Thursday, March 6, 2014

The Power of a Time Tested, Traditional Liturgy: Notes From Ash Wednesday

Ash Wednesday was almost as late as it could be in the calendar this year because Easter is also almost as late as it can be.  Even though spring was barely two weeks away, yesterday afternoon, when I looked out the window as I was preparing to leave the house for the Ash Wednesday service, I could see snow flurries gently falling from the sky.  I thought ashes and snow should not be included in the same sentence let alone occur on the same day.

This year’s Ash Wednesday was the first in nearly thirty years that I was not serving a church as a Pastor and the first in several years that I was not responsible for all or part of the Ash Wednesday service.  Not even the church I have been attending was marking the day with a service so I worshipped in a church of a different denomination but one I was not unfamiliar with.  I have even preached and co-lead worship in another congregation of the same denomination, but that was over six years ago.

It felt both odd and refreshing to be sitting in the pews rather than standing behind the pulpit or presiding at the table and to not know anyone attending the service.  I find it difficult not to be critical when I am a worshiper rather than a worship leader and yesterday was no exception.  The priest fumbled the liturgy a bit, but so have I, and he recovered well.  I thought the sermon was a little lacking, the preacher trying to pack too much into it, but he proclaimed the Word nevertheless.

I lean toward high church but high church done in a relaxed and folksy manner.  Yesterday’s Ash Wednesday service came close to that.  Among the twenty some in the sanctuary I saw some dressed in suits and ties and others in blue jeans and T- shirts.  The priest and acolytes were robed and the appropriate liturgical color was used.  While candles were burning there were no smells or bells but we knelt for prayer and stood for the Gospel. Worshipers seemed relaxed rather than stilted.  The priest moved naturally and seemed comfortable with the liturgy.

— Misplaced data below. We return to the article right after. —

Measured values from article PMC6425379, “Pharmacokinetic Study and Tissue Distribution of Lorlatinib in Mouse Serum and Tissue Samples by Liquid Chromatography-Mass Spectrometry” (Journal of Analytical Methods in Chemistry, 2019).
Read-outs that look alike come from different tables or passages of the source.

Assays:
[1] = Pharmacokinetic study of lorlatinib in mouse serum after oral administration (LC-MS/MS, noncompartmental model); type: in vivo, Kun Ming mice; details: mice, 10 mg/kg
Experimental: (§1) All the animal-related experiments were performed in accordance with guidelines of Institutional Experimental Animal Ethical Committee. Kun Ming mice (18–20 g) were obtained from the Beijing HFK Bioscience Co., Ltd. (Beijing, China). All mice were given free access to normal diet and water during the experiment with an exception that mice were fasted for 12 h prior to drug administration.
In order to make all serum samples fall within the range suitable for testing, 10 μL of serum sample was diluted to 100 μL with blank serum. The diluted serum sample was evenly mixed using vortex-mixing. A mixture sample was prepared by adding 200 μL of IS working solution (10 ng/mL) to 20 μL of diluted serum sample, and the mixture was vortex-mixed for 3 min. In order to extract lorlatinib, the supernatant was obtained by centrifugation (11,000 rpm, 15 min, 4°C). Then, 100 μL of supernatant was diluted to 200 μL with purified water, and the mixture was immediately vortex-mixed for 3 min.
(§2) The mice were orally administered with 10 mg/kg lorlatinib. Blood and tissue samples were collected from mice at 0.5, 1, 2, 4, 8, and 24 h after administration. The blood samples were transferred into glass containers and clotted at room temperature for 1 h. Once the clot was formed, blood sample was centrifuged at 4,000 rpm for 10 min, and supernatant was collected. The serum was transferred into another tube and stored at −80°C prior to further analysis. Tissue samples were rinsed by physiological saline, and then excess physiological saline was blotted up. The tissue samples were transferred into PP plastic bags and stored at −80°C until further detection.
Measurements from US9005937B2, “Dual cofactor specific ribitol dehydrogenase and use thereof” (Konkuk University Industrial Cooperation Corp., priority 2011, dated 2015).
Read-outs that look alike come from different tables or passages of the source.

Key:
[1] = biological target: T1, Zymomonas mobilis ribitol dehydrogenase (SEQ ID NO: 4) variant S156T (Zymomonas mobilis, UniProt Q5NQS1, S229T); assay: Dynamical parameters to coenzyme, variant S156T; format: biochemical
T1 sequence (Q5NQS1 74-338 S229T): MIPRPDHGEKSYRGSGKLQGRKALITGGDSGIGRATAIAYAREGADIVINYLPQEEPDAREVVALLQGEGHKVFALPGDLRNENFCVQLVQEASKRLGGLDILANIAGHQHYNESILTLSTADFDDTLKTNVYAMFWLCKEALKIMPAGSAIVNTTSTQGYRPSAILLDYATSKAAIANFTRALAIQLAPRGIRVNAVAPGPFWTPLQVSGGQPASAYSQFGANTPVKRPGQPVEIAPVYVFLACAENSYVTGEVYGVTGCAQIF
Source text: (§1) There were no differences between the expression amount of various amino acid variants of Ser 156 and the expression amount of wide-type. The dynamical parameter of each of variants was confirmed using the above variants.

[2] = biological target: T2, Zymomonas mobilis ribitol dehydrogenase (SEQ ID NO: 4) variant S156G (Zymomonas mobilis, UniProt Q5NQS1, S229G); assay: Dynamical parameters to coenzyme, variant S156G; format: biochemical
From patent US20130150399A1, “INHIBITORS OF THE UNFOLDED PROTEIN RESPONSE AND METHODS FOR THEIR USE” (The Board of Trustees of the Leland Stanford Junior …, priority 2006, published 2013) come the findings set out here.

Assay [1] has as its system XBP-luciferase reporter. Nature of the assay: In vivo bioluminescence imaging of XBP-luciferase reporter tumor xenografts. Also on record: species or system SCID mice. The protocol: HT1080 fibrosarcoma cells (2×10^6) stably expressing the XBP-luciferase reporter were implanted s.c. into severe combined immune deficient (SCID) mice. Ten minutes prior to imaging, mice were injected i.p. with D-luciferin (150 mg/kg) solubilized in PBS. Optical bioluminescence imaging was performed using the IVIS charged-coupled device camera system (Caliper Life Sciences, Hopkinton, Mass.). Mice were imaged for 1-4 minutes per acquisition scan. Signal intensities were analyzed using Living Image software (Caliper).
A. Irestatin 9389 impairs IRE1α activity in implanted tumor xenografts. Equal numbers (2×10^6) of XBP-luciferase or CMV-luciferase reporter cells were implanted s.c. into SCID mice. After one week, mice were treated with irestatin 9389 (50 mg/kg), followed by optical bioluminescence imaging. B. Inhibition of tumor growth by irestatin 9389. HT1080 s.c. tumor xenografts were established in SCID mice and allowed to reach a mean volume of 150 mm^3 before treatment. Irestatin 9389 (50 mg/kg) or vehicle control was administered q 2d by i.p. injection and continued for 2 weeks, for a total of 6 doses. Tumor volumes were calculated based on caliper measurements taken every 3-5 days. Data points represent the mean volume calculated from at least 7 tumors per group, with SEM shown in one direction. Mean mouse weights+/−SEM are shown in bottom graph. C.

Yesterday was the first time in several months that I have heard all four lectionary readings included in the worship and I have missed them.  After a sermon which seemed to touch on all four readings, worshipers were invited to the rail where they received the imposition of ashes, the sign of the cross being traced on their forehead with the ash left from burning last year’s Palm Sunday palms, reminding me that from dust I came and to dust I shall return. 

Hearing and participating with worshippers as the Priest led them in the Sursum Corda lifted my heart and spirit.  Walking to and kneeling at the rail to receive the Eucharist engaged my body in a way it has not been engaged in worship in a long time.  Drinking real wine from a common cup warmed my throat and faith.

Yesterday was only the second time in months that I have received the Eucharist. It was the first time in recent memory I drank from a common cup containing real wine.  I prefer frequent celebration of the Eucharist and, if I had my way, I would offer wine as well as unfermented grape juice in the cup, but as a worship leader I do not always get my way.
I have missed what I experienced yesterday.  I do not necessarily need to worship in a high church liturgical setting every Sunday and might grow tired of it if I did, but once in a while I need it. Once in a while I need the power of a time tested, traditional liturgy to carry the Gospel rather than relying on the hymns, sermon, or prayers  employing contemporary language but void of biblical imagery.

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